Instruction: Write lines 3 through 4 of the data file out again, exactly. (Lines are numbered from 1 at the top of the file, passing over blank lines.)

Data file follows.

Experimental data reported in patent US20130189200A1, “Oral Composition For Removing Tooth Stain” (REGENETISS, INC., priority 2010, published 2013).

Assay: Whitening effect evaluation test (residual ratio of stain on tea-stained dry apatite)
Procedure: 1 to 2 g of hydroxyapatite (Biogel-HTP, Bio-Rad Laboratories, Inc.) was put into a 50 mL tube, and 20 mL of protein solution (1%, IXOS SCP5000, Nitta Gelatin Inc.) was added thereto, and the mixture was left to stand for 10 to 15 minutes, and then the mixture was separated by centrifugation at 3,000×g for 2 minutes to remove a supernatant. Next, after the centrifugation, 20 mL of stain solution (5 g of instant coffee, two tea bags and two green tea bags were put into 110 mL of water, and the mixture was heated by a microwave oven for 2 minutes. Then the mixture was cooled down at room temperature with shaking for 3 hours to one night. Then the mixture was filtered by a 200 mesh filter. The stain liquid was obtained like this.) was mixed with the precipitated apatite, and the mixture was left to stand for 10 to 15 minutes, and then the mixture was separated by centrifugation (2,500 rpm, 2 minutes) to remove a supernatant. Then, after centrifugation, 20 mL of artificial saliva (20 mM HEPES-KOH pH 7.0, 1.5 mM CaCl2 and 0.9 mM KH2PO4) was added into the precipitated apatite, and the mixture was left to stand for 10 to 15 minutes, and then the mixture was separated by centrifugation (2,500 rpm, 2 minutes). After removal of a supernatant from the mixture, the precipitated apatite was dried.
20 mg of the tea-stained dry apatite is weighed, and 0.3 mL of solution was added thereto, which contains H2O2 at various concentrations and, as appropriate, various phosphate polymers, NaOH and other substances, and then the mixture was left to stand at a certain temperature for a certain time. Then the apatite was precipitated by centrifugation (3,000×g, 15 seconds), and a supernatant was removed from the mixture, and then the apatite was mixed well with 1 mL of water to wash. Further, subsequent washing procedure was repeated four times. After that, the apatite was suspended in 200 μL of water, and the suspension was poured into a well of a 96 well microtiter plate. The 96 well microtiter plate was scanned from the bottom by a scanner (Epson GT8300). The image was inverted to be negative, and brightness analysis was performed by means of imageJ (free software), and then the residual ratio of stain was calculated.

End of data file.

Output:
Procedure: 1 to 2 g of hydroxyapatite (Biogel-HTP, Bio-Rad Laboratories, Inc.) was put into a 50 mL tube, and 20 mL of protein solution (1%, IXOS SCP5000, Nitta Gelatin Inc.) was added thereto, and the mixture was left to stand for 10 to 15 minutes, and then the mixture was separated by centrifugation at 3,000×g for 2 minutes to remove a supernatant. Next, after the centrifugation, 20 mL of stain solution (5 g of instant coffee, two tea bags and two green tea bags were put into 110 mL of water, and the mixture was heated by a microwave oven for 2 minutes. Then the mixture was cooled down at room temperature with shaking for 3 hours to one night. Then the mixture was filtered by a 200 mesh filter. The stain liquid was obtained like this.) was mixed with the precipitated apatite, and the mixture was left to stand for 10 to 15 minutes, and then the mixture was separated by centrifugation (2,500 rpm, 2 minutes) to remove a supernatant. Then, after centrifugation, 20 mL of artificial saliva (20 mM HEPES-KOH pH 7.0, 1.5 mM CaCl2 and 0.9 mM KH2PO4) was added into the precipitated apatite, and the mixture was left to stand for 10 to 15 minutes, and then the mixture was separated by centrifugation (2,500 rpm, 2 minutes). After removal of a supernatant from the mixture, the precipitated apatite was dried.
20 mg of the tea-stained dry apatite is weighed, and 0.3 mL of solution was added thereto, which contains H2O2 at various concentrations and, as appropriate, various phosphate polymers, NaOH and other substances, and then the mixture was left to stand at a certain temperature for a certain time. Then the apatite was precipitated by centrifugation (3,000×g, 15 seconds), and a supernatant was removed from the mixture, and then the apatite was mixed well with 1 mL of water to wash. Further, subsequent washing procedure was repeated four times. After that, the apatite was suspended in 200 μL of water, and the suspension was poured into a well of a 96 well microtiter plate. The 96 well microtiter plate was scanned from the bottom by a scanner (Epson GT8300). The image was inverted to be negative, and brightness analysis was performed by means of imageJ (free software), and then the residual ratio of stain was calculated.